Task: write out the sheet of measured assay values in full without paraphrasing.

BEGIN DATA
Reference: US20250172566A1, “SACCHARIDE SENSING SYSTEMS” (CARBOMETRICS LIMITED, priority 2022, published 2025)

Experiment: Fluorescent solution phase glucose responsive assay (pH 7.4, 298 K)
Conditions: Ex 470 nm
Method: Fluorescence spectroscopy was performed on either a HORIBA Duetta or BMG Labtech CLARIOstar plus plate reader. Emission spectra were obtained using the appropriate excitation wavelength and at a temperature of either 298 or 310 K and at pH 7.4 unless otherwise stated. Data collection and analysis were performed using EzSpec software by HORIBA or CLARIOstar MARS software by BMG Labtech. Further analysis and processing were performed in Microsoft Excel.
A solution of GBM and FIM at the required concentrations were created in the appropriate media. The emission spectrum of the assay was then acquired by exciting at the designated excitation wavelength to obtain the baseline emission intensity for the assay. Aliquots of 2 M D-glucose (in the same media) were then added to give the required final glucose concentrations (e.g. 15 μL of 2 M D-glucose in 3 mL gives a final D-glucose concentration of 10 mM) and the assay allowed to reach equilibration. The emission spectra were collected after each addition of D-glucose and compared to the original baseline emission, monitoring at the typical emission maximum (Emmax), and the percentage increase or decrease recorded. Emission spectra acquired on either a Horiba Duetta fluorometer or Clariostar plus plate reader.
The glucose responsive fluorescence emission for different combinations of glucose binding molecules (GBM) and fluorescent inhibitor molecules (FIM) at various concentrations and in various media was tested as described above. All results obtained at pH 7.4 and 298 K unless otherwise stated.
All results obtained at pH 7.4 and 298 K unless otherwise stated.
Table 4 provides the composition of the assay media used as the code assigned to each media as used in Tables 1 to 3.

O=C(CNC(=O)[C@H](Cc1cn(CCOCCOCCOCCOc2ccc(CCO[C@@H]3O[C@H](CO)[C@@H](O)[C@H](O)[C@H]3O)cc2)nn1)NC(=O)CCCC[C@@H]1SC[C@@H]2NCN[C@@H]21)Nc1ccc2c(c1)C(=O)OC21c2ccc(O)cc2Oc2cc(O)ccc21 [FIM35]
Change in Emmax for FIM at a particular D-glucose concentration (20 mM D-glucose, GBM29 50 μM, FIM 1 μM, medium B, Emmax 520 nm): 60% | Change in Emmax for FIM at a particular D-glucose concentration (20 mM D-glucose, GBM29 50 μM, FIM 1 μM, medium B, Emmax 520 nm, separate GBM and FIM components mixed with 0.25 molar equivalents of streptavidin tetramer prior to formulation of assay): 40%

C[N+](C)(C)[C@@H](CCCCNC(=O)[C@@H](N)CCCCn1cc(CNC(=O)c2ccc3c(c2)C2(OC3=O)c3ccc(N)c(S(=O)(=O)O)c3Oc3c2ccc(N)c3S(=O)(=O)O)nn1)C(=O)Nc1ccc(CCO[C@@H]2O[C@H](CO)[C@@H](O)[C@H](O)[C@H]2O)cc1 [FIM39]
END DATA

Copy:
Reference: US20250172566A1, “SACCHARIDE SENSING SYSTEMS” (CARBOMETRICS LIMITED, priority 2022, published 2025)

Experiment: Fluorescent solution phase glucose responsive assay (pH 7.4, 298 K)
Conditions: Ex 470 nm
Method: Fluorescence spectroscopy was performed on either a HORIBA Duetta or BMG Labtech CLARIOstar plus plate reader. Emission spectra were obtained using the appropriate excitation wavelength and at a temperature of either 298 or 310 K and at pH 7.4 unless otherwise stated. Data collection and analysis were performed using EzSpec software by HORIBA or CLARIOstar MARS software by BMG Labtech. Further analysis and processing were performed in Microsoft Excel.
A solution of GBM and FIM at the required concentrations were created in the appropriate media. The emission spectrum of the assay was then acquired by exciting at the designated excitation wavelength to obtain the baseline emission intensity for the assay. Aliquots of 2 M D-glucose (in the same media) were then added to give the required final glucose concentrations (e.g. 15 μL of 2 M D-glucose in 3 mL gives a final D-glucose concentration of 10 mM) and the assay allowed to reach equilibration. The emission spectra were collected after each addition of D-glucose and compared to the original baseline emission, monitoring at the typical emission maximum (Emmax), and the percentage increase or decrease recorded. Emission spectra acquired on either a Horiba Duetta fluorometer or Clariostar plus plate reader.
The glucose responsive fluorescence emission for different combinations of glucose binding molecules (GBM) and fluorescent inhibitor molecules (FIM) at various concentrations and in various media was tested as described above. All results obtained at pH 7.4 and 298 K unless otherwise stated.
All results obtained at pH 7.4 and 298 K unless otherwise stated.
Table 4 provides the composition of the assay media used as the code assigned to each media as used in Tables 1 to 3.

O=C(CNC(=O)[C@H](Cc1cn(CCOCCOCCOCCOc2ccc(CCO[C@@H]3O[C@H](CO)[C@@H](O)[C@H](O)[C@H]3O)cc2)nn1)NC(=O)CCCC[C@@H]1SC[C@@H]2NCN[C@@H]21)Nc1ccc2c(c1)C(=O)OC21c2ccc(O)cc2Oc2cc(O)ccc21 [FIM35]
Change in Emmax for FIM at a particular D-glucose concentration (20 mM D-glucose, GBM29 50 μM, FIM 1 μM, medium B, Emmax 520 nm): 60% | Change in Emmax for FIM at a particular D-glucose concentration (20 mM D-glucose, GBM29 50 μM, FIM 1 μM, medium B, Emmax 520 nm, separate GBM and FIM components mixed with 0.25 molar equivalents of streptavidin tetramer prior to formulation of assay): 40%

C[N+](C)(C)[C@@H](CCCCNC(=O)[C@@H](N)CCCCn1cc(CNC(=O)c2ccc3c(c2)C2(OC3=O)c3ccc(N)c(S(=O)(=O)O)c3Oc3c2ccc(N)c3S(=O)(=O)O)nn1)C(=O)Nc1ccc(CCO[C@@H]2O[C@H](CO)[C@@H](O)[C@H](O)[C@H]2O)cc1 [FIM39]